The European Union said Friday it planned to hold an extraordinary meeting late next month over a growing tainted egg scandal as it revealed products contaminated with an insecticide have now spread to 17 countries.
Millions of eggs have been destroyed or pulled from supermarket shelves since July 20, when it was made public that the pesticide Fipronil, which is dangerous to human health, was found mixed with another treatment sprayed on chickens for ticks, fleas and lice, known as Dega 16.
Almost all lab tests show that only very low levels of Fipronil -- seven to 10 times lower than the maximum permitted -- have been detected in eggs from the treated chickens, though one test in Belgium was above the European limit. Poisoning by small doses has few effects and requires little treatment. Heavy and prolonged exposure can damage the kidneys and liver or cause seizures.
The scandal has caused major political fallout, with neighbours Belgium, the Netherlands and Germany squabbling over who is to blame, and who knew what and when. Poultry farmers have been hardest hit, and are blaming the chemical industry for compromising their business and exposing consumers to danger.
The EU's executive Commission said Friday that contaminated eggs had been found at producers in four countries; Belgium, France, Germany and the Netherlands. Eggs or egg products from those producers have reached Austria, Britain, Denmark, Ireland, Italy, Luxembourg, Poland, Romania, Slovenia, Slovakia and Sweden, as well as Switzerland and Hong Kong outside the EU.
The Commission announced it was aiming to hold talks between EU ministers and food safety agencies concerned on Sept. 26.
"The aim is to draw the relevant lessons and discuss the ways to continuously improve the effectiveness of the EU system to deal with food fraud," Commission spokeswoman Mina Andreeva said.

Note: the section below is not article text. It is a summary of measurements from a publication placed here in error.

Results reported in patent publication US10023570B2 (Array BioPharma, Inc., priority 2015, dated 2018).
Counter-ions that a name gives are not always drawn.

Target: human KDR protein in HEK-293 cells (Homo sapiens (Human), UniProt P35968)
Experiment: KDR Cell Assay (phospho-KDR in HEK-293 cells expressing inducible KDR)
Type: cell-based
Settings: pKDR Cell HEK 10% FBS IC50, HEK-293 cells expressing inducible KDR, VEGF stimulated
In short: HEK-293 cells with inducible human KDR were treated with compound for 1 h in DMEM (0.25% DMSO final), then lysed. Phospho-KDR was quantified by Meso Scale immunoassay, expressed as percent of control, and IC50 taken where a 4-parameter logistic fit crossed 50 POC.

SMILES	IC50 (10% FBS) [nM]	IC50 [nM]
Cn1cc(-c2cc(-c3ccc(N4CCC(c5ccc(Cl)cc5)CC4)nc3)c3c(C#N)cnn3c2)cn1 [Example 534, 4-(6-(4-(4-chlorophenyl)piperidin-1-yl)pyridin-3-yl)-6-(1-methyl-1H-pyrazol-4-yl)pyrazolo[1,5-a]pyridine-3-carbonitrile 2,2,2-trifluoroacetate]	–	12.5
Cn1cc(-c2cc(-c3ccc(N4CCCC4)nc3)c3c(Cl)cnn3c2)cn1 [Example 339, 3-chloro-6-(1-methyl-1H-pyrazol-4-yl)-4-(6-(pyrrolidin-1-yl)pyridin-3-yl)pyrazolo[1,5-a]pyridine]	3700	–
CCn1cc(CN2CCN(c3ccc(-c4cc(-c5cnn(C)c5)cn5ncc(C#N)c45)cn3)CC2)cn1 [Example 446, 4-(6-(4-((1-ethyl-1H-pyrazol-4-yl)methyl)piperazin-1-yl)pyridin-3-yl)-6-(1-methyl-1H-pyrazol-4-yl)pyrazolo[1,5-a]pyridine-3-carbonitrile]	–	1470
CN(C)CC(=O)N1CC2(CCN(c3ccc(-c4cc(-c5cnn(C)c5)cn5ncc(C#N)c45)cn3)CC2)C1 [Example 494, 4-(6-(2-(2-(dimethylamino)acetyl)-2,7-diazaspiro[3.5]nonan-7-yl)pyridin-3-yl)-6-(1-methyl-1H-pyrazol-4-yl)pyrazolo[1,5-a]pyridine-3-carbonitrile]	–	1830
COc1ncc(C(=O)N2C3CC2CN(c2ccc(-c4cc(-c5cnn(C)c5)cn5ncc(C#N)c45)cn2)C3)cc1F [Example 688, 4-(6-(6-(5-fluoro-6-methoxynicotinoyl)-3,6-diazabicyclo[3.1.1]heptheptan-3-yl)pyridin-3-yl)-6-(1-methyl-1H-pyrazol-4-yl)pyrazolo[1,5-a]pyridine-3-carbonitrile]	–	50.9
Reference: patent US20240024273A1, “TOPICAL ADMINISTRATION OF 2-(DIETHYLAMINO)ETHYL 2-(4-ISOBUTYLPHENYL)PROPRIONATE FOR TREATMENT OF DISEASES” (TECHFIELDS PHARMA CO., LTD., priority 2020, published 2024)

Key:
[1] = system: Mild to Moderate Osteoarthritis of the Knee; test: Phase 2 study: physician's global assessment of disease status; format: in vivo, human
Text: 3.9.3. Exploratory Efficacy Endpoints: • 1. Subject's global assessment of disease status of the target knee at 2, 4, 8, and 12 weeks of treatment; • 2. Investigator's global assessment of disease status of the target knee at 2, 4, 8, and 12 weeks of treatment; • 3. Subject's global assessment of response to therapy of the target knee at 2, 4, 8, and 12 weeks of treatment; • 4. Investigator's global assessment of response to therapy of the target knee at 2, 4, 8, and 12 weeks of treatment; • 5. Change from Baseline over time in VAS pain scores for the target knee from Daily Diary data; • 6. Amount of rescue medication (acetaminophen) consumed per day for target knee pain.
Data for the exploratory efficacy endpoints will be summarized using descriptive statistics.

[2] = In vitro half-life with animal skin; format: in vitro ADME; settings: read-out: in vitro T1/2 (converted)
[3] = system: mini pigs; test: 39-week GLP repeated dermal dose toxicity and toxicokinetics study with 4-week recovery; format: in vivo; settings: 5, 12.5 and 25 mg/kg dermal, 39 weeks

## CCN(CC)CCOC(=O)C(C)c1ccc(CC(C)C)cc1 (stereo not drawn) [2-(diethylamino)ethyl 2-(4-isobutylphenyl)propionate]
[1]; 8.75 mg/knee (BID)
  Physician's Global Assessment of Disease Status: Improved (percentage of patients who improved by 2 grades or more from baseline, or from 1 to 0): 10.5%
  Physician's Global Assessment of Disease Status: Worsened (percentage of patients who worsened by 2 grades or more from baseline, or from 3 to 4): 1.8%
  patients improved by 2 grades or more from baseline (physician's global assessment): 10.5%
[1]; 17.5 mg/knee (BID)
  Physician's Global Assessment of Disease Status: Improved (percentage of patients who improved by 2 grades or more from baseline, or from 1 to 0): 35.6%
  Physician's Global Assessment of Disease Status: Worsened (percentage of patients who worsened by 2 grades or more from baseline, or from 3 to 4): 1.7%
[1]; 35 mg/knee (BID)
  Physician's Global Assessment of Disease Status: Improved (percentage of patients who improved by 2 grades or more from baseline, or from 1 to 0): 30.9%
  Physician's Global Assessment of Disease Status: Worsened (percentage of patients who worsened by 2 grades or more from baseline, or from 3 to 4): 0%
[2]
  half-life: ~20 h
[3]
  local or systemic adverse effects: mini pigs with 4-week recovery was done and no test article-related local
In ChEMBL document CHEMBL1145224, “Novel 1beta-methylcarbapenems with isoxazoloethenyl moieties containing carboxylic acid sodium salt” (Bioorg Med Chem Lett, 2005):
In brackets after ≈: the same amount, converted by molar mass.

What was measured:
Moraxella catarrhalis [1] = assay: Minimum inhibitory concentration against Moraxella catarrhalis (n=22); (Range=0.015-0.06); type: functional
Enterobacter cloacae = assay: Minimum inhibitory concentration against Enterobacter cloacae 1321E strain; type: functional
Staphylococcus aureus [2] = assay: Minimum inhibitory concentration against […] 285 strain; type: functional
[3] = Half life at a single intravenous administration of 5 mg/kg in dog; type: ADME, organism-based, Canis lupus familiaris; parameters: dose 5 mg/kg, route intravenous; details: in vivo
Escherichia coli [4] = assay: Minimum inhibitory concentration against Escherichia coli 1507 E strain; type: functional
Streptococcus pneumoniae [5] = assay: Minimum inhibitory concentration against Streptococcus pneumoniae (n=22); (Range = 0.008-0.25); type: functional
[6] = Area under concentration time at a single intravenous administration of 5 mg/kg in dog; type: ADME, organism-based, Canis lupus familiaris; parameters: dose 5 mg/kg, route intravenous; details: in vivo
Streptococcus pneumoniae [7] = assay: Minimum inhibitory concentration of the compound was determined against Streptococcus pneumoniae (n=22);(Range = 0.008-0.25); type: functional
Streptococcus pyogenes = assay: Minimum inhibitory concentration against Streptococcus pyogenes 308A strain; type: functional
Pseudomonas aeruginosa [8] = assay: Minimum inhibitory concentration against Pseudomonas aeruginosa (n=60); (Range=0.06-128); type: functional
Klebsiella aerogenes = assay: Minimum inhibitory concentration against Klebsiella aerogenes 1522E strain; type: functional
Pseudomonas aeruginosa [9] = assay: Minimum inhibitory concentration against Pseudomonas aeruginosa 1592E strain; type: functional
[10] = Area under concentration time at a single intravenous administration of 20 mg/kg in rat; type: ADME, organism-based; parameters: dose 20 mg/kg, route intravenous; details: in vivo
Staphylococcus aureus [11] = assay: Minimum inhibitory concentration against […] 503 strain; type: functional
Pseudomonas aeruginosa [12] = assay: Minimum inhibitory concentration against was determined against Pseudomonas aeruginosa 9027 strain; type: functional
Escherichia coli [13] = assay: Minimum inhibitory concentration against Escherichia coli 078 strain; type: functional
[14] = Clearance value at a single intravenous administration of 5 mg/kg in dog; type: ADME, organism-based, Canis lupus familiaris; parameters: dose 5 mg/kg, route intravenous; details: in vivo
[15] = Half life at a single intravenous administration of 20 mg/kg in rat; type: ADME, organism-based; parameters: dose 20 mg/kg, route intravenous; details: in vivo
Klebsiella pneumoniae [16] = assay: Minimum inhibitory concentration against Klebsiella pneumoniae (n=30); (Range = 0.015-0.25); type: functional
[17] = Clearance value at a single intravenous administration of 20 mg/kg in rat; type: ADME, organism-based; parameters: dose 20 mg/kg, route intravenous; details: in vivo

She said the EU's "priority remains to manage the situation, to continue to co-ordinate and to reassure our citizens."
France confirmed one farm in the Nord-Pas de Calais region was found to have used Fipronil, and is now blocked from selling eggs.
German Agriculture Ministry spokeswoman Jennifer Reinhard said Friday "the facts need to be swiftly and fully investigated."
She noted that there are rapid alert systems that should be used if consumers are at risk.
"There must be no compromises when it comes to food safety,'' Reinhard said. ``Information needs to be shared between (EU) member states without delay."
In Poland, Jan Bondar, a spokesman for the Chief Sanitary Inspectorate, said an estimated 40,000 potentially contaminated eggs have been imported but were not sold to consumers. He said the eggs came from the Netherlands and were delivered by a German company. Contamination hasn't been confirmed, but they came from farms where contaminated eggs were found. He said the eggs would either be destroyed or returned to the producer.